They eventually put up a memorial to Blind Willie, and we’d go visit the memorial. Then you’d see all these partial headstones sticking up back in the woods, and say hmm, I wonder who that is. It’s interesting, so I made up a little ghost story about it.
I think this is possibly your most feeling album to date. But it’s not all heavy either. Songs like “Back Problems,” and “Mama Don’t Like No Wah-Wah” bring out a humorous side.
Oh man, that’s a great story.
I love that when Bernard [Allison] takes that solo, he’s all over that pedal.
Yeah, all over the wah-wah. You know Koko Taylor didn’t know what any of those things were. She just called them wah-wahs. He [Bernard] didn’t even bring a wah-wah to the gigs when he played with her. He brought maybe a chorus effect or something he thought he could sneak on stage and she wouldn’t know. But, she caught him. “Turn that shit off. Mama don’t like no wah-wah.” It didn’t matter what it was, to her it was a wah-wah, “Turn it off.”
Now that First Class Life is out, have you begun any work on the next record?
Right now this is it. This is the record. I’m always thinking about what I’ll do next. In the back of my head I have two or three what I think are good ideas. It’ll be a while before anything else happens and I want to see where this one is going to take us.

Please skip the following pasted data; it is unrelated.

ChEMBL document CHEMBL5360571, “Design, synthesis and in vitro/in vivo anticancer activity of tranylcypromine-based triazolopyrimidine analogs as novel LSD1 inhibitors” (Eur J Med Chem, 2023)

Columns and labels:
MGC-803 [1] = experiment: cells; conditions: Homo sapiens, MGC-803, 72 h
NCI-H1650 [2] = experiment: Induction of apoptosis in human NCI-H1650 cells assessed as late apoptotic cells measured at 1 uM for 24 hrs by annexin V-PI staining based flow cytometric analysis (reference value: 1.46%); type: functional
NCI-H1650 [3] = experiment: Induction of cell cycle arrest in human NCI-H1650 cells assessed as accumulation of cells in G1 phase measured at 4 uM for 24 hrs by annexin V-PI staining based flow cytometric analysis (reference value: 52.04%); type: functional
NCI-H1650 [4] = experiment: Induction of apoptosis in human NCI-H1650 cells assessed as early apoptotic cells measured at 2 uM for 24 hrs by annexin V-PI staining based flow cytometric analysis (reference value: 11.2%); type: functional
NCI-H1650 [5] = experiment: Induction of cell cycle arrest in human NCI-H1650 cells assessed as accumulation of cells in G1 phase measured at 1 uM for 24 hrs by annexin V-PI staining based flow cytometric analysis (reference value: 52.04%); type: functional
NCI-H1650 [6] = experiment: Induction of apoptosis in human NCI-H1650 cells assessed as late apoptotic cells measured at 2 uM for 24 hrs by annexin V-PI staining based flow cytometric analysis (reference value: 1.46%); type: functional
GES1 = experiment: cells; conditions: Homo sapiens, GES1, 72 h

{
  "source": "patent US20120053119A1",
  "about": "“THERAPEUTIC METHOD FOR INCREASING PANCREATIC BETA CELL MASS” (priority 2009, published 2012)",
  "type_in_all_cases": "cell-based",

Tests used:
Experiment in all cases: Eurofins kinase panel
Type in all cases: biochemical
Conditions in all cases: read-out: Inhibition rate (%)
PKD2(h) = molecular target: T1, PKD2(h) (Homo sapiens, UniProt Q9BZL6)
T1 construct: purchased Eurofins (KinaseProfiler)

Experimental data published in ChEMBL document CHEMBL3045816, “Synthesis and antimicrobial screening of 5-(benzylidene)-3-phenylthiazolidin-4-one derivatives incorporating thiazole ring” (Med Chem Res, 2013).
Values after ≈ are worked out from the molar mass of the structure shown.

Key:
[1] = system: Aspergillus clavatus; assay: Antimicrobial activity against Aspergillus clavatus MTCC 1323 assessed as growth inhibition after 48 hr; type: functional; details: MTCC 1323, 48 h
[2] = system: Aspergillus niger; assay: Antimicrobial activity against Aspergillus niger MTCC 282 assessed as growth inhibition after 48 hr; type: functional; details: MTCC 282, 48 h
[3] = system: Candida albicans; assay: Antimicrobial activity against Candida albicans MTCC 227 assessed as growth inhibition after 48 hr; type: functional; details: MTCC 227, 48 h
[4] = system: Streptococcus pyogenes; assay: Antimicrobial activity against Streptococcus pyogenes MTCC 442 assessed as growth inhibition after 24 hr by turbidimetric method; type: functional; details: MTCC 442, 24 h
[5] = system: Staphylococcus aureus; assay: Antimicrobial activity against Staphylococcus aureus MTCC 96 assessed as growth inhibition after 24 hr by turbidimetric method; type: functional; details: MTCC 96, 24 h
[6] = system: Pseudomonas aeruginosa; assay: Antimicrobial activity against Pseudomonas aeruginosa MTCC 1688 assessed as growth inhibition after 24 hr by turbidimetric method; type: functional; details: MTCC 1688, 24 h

Will it stay on the more contemporary blues track that you’re on now?
Yeah! I mean that’s always what I’ve wanted to do, and winning that award Thursday really set it off. Everybody’s been teasing me about getting a big head, but actually it’s very humbling. It gave me the confidence that I’m doing something right, but at the same time, I have a lot more to do. It’s not the time to lay back. It’s the time to step up and really do the work. I’m responsible now. I have to be worthy of this prestigious honor.
Anything else you want to let us know about?
Two things actually. I opened my own studio last year in the garage at my house. We actually recorded ‘First Class Life’ in that studio. It makes it simple that any time I’m home, I can go out back and get to work.
Secondly, this year marks twenty years since the release of my first album. The first one was called ‘Blue Room,’ and I recorded that when I was living in St. Louis. We played in front of Walter Trout that year. I made friends with him and loved that record. He sent it to Ruf Records, and they were going to sign me, twenty years ago. Then Walter found out I was a full-blown alcoholic and drug addict. After giving me a heap of shit, he told the label that I wasn’t ready.
Now twenty years later, Ruf and I have decided that they’re going to re-issue my first record in November. I’m really excited about that. So when you ask me what’s next, we’re going to remaster that at the studio, coming up in the next month. There’s also some bonus tracks that were recorded live twenty years ago that we’re going to add.
I’m as excited about that as anything. That was such a turning point for me. That’s when everything changed. I think that’s as cool as it gets, for me.
*Feature image Savas Mallotides courtesy of Devious Planet